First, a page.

Thursday, November 29, 2012
Hungary: Politician Calls for List to be Compiled of Jews Who Pose “National Security Risk”
by Zach Pontz
Hungary’s Jewish community has initiated a criminal procedure today against a Hungarian far-right politician in that country who recently urged the government to compile a list of Jews who pose a “national security risk.”
According to a video posted on Jobbik’s website, and reported by Reuters, Marton Gyongyosi, who leads Jobbik’s foreign policy cabinet, told Parliament: “I know how many people with Hungarian ancestry live in Israel, and how many Israeli Jews live in Hungary.”
“I think such a conflict [between Hamas and Israel] makes it timely to tally up people of Jewish ancestry who live here, especially in the Hungarian Parliament and the Hungarian government, who, indeed, pose a national security risk to Hungary.”
The Unified Hungarian Jewish Congregration released a statement today announcing their legal action that read in part:”The fact that a far right party can address Nazi principles in the Parliament is shocking and disappointing for the Hungarian Jewish Community and for every Hungarian Democrat.”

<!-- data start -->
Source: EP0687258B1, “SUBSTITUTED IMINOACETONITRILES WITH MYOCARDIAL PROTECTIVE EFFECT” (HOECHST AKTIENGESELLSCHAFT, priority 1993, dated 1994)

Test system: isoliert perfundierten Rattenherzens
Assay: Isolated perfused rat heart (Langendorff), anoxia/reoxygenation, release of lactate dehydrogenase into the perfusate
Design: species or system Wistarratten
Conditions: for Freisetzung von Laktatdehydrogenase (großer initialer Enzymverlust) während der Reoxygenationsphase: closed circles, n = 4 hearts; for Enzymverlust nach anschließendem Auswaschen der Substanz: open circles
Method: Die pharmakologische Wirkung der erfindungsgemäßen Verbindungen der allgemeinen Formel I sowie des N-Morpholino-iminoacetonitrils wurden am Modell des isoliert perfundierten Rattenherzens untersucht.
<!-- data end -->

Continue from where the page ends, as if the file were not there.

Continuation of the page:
Dr. Slomó Köves, Executive Rabbi of the Unified Hungarian Jewish Congregration, told the Algemeiner that the Jewish community had no other recourse but to take to the courts.”In a normal country there is some type of moral borderline where you don’t have to go to court because of something that is said in Parliament. All the members of the other parties should stand up and say ‘this is unacceptable, this guy should just leave.’ And it seems like in Hungary there isn’t that healthy moral stance. So that leaves us the only possibility to go to court, and if we don’t succeed in the Hungarian court then we will maybe go to the EU.”
Reuters notes that Gyongyosi “is the son of a diplomat who grew up mostly in the Middle East and Asia — Egypt, Iraq, Afghanistan and India — and whose office is decorated by Iranian and Turkish souvenirs.”
The government condemned Gyongyosi’s remarks, with the government spokesman’s office saying, “The government strictly rejects extremist, racist, anti-Semitic voices of any kind and does everything to suppress such voices.”
As for Gyongyosi, Reuters reports that he issued an apology through Jobbik’s website. “I apologize to my Jewish compatriots for my declarations that could be misunderstood,” he said.
Jobbik has gained an international reputation for its intolerant policies. Only recently famed American poet Lawrence Ferlinghetti declined an award from the Hungarian government, saying: “Since the Prize is partially funded by the present Hungarian government, and since the policies of this right-wing regime tend toward authoritarian rule and the consequent curtailing of freedom of expression and civil liberties, I find it impossible for me to accept the Prize in the United States.”
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